Dennis Shaughnessy (firstname.lastname@example.org)
Tue, 2 May 2000 00:21:35 -0700 (PDT)
On Sat, 29 Apr 2000, Kathleen Stilwell wrote:
> A while back someone posted a message listing four
> states whose education laws would allow the existence
> of a Sudbury model school. Does anyone remember what
> those states are?
> Kathy Stilwell
I am the someone who listed four states that were mentioned on
this discussion site that have no mandatory regulation of private
schools such as of staff and curriculum - Oregon, Delaware, Arkansas
and maybe New Mexico. Does Illinois have such reguluation, Michelle?
And does anyone know about New Mexico?
Clearly, there are "Sudbury schools" in states and countries with
such regulation. It is admirable that they often fight against this
regulation - front on, or being smarter or "fashioning an end run"
as Joe said. Some schools reluctantly or not, adapt to the regulation
and who is to, or would want to, judge whether they are revisionist
The Sudbury model seems simple and straightforward. The most unique
feature of the model is the hiring and firing of staff soley by a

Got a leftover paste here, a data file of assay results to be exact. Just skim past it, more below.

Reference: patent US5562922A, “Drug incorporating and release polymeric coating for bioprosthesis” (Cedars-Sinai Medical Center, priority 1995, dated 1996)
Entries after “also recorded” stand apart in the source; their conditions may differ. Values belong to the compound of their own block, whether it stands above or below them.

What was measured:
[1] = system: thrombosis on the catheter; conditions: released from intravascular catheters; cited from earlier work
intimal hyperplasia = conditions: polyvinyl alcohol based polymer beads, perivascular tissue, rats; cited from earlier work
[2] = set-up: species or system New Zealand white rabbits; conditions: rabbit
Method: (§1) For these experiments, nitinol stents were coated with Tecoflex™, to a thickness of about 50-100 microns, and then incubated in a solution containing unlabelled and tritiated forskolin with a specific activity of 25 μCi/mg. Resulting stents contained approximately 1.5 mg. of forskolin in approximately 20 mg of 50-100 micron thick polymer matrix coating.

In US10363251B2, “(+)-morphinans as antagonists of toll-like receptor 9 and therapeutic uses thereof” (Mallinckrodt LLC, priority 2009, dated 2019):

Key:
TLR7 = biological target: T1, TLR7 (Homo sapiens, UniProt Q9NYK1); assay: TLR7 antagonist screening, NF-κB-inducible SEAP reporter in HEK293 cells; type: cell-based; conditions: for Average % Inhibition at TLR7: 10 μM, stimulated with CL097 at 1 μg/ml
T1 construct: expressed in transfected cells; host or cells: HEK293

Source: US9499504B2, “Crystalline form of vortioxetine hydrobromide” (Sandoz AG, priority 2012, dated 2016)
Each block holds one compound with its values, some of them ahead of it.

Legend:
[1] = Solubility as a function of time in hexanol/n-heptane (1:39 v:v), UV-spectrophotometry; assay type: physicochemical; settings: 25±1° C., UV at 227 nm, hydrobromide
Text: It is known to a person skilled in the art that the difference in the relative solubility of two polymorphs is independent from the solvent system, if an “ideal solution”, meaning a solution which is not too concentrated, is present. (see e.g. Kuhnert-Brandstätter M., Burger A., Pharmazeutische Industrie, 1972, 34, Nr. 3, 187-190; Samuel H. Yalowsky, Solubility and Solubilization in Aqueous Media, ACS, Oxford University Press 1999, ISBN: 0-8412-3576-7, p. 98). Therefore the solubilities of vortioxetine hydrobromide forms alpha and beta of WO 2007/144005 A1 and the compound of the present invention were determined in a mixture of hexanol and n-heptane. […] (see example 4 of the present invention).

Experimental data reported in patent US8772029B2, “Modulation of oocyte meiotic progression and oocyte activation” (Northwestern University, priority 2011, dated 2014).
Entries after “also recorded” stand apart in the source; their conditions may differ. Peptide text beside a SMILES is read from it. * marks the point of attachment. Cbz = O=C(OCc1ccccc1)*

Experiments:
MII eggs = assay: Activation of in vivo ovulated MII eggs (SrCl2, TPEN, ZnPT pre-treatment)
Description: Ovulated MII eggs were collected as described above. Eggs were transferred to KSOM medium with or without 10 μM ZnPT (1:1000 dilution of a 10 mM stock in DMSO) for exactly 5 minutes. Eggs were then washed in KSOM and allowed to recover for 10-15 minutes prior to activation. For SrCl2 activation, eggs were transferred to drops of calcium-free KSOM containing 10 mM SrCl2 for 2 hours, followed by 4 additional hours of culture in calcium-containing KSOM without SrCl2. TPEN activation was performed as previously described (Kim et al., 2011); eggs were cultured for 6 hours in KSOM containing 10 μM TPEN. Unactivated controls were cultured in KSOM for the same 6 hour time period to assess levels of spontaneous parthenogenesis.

vote of students and staff. Other important central features are
no curriculum, jury of peers, one person - one vote in running the
school and empowerment of parents through the assembly.
I feel the North Carolina test at the end of the year, for example,
puts fetters on the model. Parents and students might be pressured
to do well on the mandated test, fettering freedom.
The Sudbury Valley School has passed the test of time (unlike
almost all other private alternative schools from the 60's) and hasn't
compromised its structure. Like the USA government that the school
resembles, changing the model (or the USA Constitution) can change
democracy, freedom and success.
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